The Red Bank City Commission is giving developer Jay Bell the go-ahead to begin the Midvale Highlands planned unit development on Stringer's Ridge, for which the Planning Commission recommended approval.
Following a public hearing at the commission's May 3 meeting, commissioners voted unanimously to issue Bell a special exceptions permit required by the city's zoning ordinance for him to proceed with the development, which is accessed by a road at 1924 Ashmore Ave.
Many of the nearby residents who opposed the apartment complex Bell originally proposed for the site, dubbed The Oaks on Stringer's Ridge, were present to show their support for the new development of single-family, Craftsman-style homes.
"We feel much better about this project than obviously we did about apartments being there," said Becky Browder, who was there representing an association of residents primarily from Ashmore, Midvale, James and Lyndon avenues.
She said Bell has met with the group numerous times over the past 18 months and the residents are satisfied with the changes he has made to his plans based on their concerns.
"He so far has lived up to what he said, and we expect him to continue with that," Browder said, though traffic on Ashmore still remains a concern for the group.
City Manager Randall Smith said the traffic study conducted in the area by University of Tennessee traffic engineers is not yet ready, adding that the traffic issues on Ashmore extend beyond the effects of the new development.
Browder said the residents appreciate that city officials agreed to lower the speed limit on the south end of Ashmore from 30 to 25 mph, but they are still concerned about construction traffic. She said the association has been supplied with the cellphone numbers of both Bell and the development's contractor so the group will be able to communicate any issues.
Bell said he will be working with Red Bank Public Works Director Tim Thornbury to minimize or mitigate any traffic issues as they arise, and that he plans to set up another meeting with residents before breaking ground to map out the communication process.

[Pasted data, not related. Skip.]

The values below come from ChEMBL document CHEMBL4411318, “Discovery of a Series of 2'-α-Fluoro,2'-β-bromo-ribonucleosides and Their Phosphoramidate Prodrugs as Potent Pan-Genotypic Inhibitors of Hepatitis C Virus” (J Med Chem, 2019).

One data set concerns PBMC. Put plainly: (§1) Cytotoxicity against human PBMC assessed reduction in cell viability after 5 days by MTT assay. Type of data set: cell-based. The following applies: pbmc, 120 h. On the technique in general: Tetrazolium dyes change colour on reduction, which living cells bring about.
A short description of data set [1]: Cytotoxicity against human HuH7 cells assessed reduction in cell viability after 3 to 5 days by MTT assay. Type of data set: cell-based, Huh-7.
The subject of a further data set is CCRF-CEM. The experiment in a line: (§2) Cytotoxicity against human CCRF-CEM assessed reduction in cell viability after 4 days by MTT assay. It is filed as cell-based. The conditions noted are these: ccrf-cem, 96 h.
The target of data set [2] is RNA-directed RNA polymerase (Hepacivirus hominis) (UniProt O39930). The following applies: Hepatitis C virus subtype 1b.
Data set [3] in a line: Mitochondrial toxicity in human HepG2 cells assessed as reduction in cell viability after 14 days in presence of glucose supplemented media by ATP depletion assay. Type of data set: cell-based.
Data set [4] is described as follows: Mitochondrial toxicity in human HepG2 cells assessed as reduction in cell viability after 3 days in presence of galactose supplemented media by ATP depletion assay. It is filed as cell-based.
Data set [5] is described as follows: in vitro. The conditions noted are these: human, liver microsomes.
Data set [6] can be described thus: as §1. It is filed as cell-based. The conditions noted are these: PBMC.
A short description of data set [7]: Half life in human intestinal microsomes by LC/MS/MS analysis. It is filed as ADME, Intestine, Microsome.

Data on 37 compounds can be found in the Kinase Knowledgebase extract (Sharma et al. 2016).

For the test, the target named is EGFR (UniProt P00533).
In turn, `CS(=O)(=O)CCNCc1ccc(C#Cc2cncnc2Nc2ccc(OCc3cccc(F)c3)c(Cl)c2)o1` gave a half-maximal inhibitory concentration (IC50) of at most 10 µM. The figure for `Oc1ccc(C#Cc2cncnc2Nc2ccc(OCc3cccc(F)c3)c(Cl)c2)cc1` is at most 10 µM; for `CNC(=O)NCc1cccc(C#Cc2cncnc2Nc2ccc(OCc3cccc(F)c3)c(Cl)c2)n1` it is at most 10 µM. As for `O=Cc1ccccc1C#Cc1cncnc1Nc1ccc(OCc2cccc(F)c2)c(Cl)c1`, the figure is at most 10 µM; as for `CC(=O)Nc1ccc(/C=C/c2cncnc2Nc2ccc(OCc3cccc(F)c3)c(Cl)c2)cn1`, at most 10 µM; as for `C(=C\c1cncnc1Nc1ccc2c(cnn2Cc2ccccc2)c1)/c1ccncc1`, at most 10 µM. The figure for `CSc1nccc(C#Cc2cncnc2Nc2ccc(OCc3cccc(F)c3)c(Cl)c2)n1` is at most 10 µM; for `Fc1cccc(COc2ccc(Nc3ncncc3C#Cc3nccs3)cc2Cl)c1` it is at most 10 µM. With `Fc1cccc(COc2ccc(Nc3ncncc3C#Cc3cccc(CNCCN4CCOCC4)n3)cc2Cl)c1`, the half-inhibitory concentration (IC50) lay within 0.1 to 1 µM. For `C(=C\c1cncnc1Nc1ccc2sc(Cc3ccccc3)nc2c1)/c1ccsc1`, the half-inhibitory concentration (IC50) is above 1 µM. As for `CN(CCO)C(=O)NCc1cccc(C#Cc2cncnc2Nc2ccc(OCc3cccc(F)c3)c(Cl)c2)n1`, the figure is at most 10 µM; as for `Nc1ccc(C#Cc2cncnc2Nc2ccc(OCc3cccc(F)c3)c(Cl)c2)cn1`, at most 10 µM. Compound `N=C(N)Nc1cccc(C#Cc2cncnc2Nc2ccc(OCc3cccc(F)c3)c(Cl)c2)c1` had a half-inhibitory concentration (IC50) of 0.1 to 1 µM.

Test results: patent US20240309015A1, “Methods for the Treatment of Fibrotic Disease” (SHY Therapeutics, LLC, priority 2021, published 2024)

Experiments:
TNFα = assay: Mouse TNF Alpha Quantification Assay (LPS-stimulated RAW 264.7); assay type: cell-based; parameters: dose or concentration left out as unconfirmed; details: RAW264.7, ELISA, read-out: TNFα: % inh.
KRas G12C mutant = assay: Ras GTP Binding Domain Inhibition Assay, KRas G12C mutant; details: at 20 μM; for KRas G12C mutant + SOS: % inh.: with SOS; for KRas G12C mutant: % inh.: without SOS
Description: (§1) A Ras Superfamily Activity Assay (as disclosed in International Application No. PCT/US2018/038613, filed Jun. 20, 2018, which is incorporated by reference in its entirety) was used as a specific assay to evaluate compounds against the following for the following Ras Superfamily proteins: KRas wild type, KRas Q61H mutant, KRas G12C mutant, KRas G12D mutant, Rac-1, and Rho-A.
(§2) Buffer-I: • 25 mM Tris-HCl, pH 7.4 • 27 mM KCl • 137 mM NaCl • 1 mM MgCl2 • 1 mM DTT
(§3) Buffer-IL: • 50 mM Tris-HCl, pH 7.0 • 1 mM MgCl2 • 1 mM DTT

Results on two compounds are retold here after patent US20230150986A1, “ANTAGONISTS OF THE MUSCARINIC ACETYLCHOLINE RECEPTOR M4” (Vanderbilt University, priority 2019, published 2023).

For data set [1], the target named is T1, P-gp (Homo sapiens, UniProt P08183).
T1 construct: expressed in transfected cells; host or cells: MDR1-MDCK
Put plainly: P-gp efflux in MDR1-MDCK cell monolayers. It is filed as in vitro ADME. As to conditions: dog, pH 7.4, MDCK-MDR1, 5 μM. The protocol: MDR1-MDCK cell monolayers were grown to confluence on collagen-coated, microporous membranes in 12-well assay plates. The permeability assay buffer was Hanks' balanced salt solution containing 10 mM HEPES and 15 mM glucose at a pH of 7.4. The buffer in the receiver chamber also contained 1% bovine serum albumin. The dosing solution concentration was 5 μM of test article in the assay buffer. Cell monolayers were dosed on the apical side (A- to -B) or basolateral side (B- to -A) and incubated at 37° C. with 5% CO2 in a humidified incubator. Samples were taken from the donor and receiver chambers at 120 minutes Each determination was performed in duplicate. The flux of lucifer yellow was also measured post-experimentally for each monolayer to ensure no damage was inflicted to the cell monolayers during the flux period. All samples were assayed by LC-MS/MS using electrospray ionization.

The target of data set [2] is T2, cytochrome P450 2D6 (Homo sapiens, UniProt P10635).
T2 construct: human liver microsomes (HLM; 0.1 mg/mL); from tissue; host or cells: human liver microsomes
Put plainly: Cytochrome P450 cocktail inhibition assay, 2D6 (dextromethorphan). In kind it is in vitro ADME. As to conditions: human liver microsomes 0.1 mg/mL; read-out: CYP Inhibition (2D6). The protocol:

In response to Westover Lane resident Roy Teal's question as to whether the variance specified the number of floors, or maximum elevation, of the units, Bell responded that each will be two stories and cannot exceed 35 feet in height from the first floor.
Anne Smith, also of Westover Lane in the Hill Pointe community, asked Bell if the 10-foot old-growth tree line between her townhome and the new development would be preserved.
"There's going to be no hiding my houses from Hill Pointe," Bell said, adding that he is donating 4 acres of land on the back of the property to the Trust for Public Land for a trail that will connect Stringer's Ridge and White Oak parks. "We'll do our best to save every tree we possibly can."
He said he expects building the infrastructure and putting in roads to take about nine months, and the entire project should be completed in less than four years, with plans to build 20 or more homes each year.
"He's going to build a good quality project that's going to help continuously grow the city," Mayor John Roberts said in support of the development.
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